Ain’t That a ShaneRum? Sodomy? Whipass!
“They are a roaring, stumbling band. These are the Dead End kids for real … they play like soldiers on leave. The songs are epic. It’s whimsical and blasphemous, seasick and sacrilegious.”
That’s Tom Waits, talking to the Observer Music Monthly about albums and bands that’ve changed his life. The album in question is Rum, Sodomy and the Lash, the band is the Pogues, and it’s the best description of Shane MacGowan’s motley crew you’ll ever read.
“Yeah, that sounds pretty good to me,” laughs Philip Chevron, longtime Pogues guitarist, theatrical music director, original Irish punk (with his band the Radiators) and bona fide good guy.
“I’ve always loved Tom’s descriptions of the Pogues. I remember he once described us as ‘a Hieronymus Bosch painting come to life.’ I suppose we feel like fellow travelers. We all met up in the same bar and went off in different directions.”
For the young, the uninitiated or the culturally bereft, the Pogues were one of the truly magnificent bands of the ’80s—or any other decade, for that matter. A dissolute gang of Anglo-Irish borderline degenerates, they kicked against the pricks of a vapid English music scene dominated by New Romantic poseurs; dour, young, raincoat-clad Northerners and the dribbling arse-end of punk. They sang songs for the dispossessed and the Irish diaspora; were (initially) criminally unfashionable; played with a splenetic fury that could confound, infuriate and overjoy; and in Shane MacGowan they had a truly iconic frontman whose songwriting and lyrical prowess place him in a long lineage of Irish romantics, rebels and poets stretching from Brendan Behan to Flann O’Brien and beyond.
Look no further than the band’s recently Rhino-reissued and remastered first five albums, a body of work that stands second to none. The songs are things of wonder (“A Pair of Brown Eyes,” “Summer in Siam”) and the sublime (“Fairytale of New York”). They manage to sound utterly contemporary and yet befit that hoary old cliche “timeless classics.” They’re songs that sound as if they’ve been around forever. That’s no mean feat.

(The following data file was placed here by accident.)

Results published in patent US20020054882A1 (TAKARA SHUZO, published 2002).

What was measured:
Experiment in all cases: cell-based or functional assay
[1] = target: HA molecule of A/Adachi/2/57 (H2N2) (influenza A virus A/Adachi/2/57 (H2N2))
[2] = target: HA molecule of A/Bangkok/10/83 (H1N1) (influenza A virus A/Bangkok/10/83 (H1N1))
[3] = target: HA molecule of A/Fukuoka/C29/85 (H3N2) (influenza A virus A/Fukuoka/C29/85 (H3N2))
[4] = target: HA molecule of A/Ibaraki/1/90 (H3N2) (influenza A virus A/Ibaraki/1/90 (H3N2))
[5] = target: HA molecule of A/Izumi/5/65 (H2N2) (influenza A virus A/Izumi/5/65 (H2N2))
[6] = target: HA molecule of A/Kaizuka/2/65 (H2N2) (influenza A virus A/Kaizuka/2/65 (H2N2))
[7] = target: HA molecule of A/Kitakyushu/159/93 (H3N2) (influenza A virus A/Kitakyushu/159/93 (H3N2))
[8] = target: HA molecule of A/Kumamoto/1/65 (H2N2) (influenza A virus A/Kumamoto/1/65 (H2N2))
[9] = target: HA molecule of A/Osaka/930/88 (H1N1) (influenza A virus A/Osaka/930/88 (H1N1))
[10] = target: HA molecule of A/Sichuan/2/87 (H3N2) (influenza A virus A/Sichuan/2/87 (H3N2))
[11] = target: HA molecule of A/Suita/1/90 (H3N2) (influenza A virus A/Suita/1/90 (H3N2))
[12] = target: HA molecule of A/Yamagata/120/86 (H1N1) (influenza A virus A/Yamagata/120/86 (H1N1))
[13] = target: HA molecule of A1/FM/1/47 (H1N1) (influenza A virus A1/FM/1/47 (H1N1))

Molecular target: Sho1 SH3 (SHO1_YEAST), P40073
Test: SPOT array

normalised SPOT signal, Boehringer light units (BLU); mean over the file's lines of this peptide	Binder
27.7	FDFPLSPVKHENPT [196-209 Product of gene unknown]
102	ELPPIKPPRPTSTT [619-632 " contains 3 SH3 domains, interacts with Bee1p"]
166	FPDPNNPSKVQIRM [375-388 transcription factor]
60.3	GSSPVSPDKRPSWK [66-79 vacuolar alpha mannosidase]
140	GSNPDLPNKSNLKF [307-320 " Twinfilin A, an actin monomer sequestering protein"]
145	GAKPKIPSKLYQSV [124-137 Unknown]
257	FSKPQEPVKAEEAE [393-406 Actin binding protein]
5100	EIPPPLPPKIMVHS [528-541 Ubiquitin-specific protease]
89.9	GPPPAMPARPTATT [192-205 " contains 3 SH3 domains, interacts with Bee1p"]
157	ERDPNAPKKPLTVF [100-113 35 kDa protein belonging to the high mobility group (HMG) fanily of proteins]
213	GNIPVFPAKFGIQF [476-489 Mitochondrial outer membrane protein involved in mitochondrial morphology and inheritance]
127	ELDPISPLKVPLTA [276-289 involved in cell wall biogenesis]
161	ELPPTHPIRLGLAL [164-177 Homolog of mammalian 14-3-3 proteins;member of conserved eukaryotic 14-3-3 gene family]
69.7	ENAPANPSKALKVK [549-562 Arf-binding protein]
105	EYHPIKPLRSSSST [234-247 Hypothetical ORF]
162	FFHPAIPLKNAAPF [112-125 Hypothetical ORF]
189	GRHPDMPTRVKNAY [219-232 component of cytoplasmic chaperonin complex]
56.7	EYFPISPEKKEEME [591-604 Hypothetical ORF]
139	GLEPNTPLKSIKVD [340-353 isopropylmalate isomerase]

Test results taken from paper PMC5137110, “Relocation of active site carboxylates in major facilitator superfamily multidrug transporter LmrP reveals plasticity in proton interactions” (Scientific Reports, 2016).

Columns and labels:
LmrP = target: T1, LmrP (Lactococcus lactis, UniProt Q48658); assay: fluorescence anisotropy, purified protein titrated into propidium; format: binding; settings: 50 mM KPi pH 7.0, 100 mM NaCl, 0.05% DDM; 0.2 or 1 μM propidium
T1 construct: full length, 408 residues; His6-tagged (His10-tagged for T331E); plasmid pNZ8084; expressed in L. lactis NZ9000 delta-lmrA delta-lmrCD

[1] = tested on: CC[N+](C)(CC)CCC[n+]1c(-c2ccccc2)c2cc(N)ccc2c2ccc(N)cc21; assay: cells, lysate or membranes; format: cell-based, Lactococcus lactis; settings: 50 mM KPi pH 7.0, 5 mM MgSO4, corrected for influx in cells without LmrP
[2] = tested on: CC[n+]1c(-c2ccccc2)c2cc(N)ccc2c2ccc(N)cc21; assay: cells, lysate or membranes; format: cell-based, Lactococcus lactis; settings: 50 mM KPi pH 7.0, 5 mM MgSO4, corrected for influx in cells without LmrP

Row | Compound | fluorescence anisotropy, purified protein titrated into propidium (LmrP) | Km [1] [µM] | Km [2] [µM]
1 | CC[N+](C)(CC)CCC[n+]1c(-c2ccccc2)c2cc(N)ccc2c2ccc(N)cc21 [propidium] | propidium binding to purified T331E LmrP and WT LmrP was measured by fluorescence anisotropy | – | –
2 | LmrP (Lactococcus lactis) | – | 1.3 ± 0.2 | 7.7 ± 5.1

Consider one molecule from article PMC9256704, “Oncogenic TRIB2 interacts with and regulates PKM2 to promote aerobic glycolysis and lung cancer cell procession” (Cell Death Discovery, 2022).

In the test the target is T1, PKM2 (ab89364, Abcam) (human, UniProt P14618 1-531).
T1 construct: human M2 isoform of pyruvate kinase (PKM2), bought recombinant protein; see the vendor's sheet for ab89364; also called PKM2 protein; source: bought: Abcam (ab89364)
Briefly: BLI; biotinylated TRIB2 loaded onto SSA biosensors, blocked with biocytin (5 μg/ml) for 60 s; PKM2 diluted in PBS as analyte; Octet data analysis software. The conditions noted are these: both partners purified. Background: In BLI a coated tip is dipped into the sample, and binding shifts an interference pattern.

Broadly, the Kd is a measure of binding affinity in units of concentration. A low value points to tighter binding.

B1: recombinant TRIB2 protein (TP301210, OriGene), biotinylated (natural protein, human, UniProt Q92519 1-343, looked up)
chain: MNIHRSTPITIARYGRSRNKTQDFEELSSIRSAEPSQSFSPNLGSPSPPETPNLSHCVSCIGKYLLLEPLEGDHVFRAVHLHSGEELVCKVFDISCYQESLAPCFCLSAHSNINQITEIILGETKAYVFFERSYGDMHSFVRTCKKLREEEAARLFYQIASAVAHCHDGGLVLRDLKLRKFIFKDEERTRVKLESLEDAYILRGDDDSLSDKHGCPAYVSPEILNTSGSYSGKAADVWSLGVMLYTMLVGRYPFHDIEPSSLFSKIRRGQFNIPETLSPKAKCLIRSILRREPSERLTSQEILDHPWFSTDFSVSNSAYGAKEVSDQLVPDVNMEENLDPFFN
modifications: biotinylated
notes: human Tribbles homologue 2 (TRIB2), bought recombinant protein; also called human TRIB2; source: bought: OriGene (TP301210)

“That’s very true,” says Chevron, “although I have to admit, they weren’t terribly good the first time I saw them.” (A close friend and cohort, Chevron joined shortly after the group’s second album.) “But I could see where they were going and didn’t make the mistake of viewing them, as many did, as a novelty act—you know, with the singer with the bad teeth and the banjos playing punk tunes. I could see right away they were deadly serious about what they were doing.”
What the Pogues were doing was what Chevron refers to as “using Irish music and the traditional forms as a template for a new form of Irish punk, an expression of what it was to be second-generation Irish at that time in England.”
Put simply, the Pogues were the missing link between the Chieftains and the Clash, the Dubliners and the Sex Pistols, a booze-and-speed-fueled marriage of tradition and rebellion that connected head on with kids who’d just missed out on punk’s glory days and despised the alternatives on offer. Add to this the oppressive backdrop of Thatcherism, conflict in Northern Ireland and a general English mistrust of the Irish, and you had a pretty volatile mix.
“Yeah, absolutely,” agrees Chevron, “and the Pogues were sticking up two fingers at all that. There was an element of, ‘This is who I am and if you don’t like it, fuck you.’ That rebellion came through in the music and the very nature of the band’s name.” (Which was originally Pogue Mahone—Gaelic for “kiss my arse.”)
The glory days couldn’t last forever. Constant touring and Herculean levels of alcohol consumption put an end to the group and MacGowan in particular. The singer was asked to leave in ’91, the band stumbling to an inglorious end in the mid-’90s. But as is so often the case these days, an offer they couldn’t refuse enticed the Pogues to embark on some festive U.K. dates in 2001, and they’ve remained a sporadic touring unit since.
“For the first time in our lives we get properly paid, we get well-treated and we can tour the way we want to,” says Chevron. “There’s a sense now where we feel we’re the masters of our own destiny.”
And while MacGowan remains an erratic (but still beloved) performer at best, the Pogues remain inspirational thanks to their incomparable body of work. And on a good night they’re unbeatable.
“We always knew it would endure beyond us,” reflects Chevron. “We know the songs are truly great and we know chances are, in 100 years’ time, people will still be singing ‘A Pair of Brown Eyes’ or whatever. We all survived, and much to our astonishment, we’re still here to tell the tale. There’s an element of celebration about it—it’s almost like the end of the fairy tale. It’s the happy ending—‘and they all survived.’ Albeit they have no hair and their stomachs are bigger … but they’re still rockin’, they’re still cool, they’re still the Pogues and, if anything, we’re playing better than ever.”
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